This post was originally published here by Valtech UK consultant David Draper.
I just checked back to see how much I’d written about MMFs (minimum marketable features). This is a technique I use and talk about a lot so I thought I’d written more that I have.
I’ll provide here a few of the ways I use MMFs and why I feel that they are so helpful when devising incremental delivery strategies.
So, first thing first. MMFs are really a business tool and are a simple technique for devising and expressing the businesses strategy for delivering some outcome. The sweet spot for this technique is in providing an escape from classical big project thinking.
The MMF describes simply the smallest set of features that could achieve some outcome. This is only useful if you have decided to operate in an incremental manner. If you would like to generate benefit (read cold hard cash) early and make decisions based on real data from experiences gained in the market place then MMFs are for you.
An MMF may focus on:
- providing a workflow, e.g. subscription for a news letter
- satisfying the need of some stakeholder e.g. generate a report
- satisfying some persona e.g. advanced user
The key to an MMF is the natural provision of a scope test. Since the first “M” is minimal we should include no feature that could be removed without impact to achieving the benefit. This rule need not be applied dogmatically. However, where I have seen the technique used to greatest effect the challenge was levied often “What if we didn’t have that feature, do we still achieve our goal?”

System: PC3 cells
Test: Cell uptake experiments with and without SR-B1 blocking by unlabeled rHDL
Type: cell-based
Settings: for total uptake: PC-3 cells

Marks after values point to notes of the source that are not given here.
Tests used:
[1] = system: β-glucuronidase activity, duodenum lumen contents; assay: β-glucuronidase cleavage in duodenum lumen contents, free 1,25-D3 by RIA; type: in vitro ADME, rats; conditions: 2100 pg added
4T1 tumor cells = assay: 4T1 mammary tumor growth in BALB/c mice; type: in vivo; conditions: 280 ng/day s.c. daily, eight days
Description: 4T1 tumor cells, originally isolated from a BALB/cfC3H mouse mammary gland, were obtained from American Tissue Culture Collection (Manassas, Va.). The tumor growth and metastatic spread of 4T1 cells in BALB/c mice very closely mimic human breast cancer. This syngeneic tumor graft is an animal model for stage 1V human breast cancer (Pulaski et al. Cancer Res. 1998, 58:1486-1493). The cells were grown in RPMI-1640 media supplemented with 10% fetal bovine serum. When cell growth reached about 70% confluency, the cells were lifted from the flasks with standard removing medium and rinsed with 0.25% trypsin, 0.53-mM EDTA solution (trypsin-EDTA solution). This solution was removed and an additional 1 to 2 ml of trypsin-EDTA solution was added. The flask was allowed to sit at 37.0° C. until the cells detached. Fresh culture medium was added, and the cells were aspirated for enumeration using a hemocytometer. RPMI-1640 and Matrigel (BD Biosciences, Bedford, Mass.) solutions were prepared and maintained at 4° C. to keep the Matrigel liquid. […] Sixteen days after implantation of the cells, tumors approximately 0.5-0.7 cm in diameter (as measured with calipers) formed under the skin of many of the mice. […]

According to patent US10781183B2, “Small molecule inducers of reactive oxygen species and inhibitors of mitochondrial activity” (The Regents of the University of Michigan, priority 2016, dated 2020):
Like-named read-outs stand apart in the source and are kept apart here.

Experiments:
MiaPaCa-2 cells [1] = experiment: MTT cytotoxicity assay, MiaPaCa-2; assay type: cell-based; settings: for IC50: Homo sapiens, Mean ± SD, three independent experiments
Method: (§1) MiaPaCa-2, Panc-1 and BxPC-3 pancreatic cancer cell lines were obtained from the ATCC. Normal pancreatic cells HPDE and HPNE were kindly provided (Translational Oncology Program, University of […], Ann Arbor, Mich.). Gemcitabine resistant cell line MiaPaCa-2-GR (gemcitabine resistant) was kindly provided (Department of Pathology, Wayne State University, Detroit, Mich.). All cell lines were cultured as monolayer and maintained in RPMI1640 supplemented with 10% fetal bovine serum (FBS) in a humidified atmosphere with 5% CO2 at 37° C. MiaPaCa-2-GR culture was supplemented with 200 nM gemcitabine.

Using MMFs effectively relies on the understanding that there will be a series of MMFs. I’ve seen dysfunctional behaviour where an organisation had a habit of planning multiple releases but delivering only release 1.
We should remember that an MMF is not a promise to release. Rather it is a recognition that some benefit could be achieved. There are many business reasons for not releasing the minimum that could work and business motivations change over time and as the development progresses. Two examples are:
- A team with fixed release dates
This team identifies an MMF that fits comfortably into the development period and a set of desirable additions beyond the minimum. The team commits to delivery of the MMF and typically delivers a small umber of additional features from the desirable list. This benefits the business since the delayed delivery of the MMF is offset by the improved predicability.
- An organisation trailing in the market and keen to make a splash.
This organisation developed the product using MMFs. Each delivered MMF represented a deployment opportunity as well as a chance to solicit feedback. The MMFs helped provide focus throughout the project on achieving a viable product. However, the business waited until the product was competitive in the market place before true go-live.
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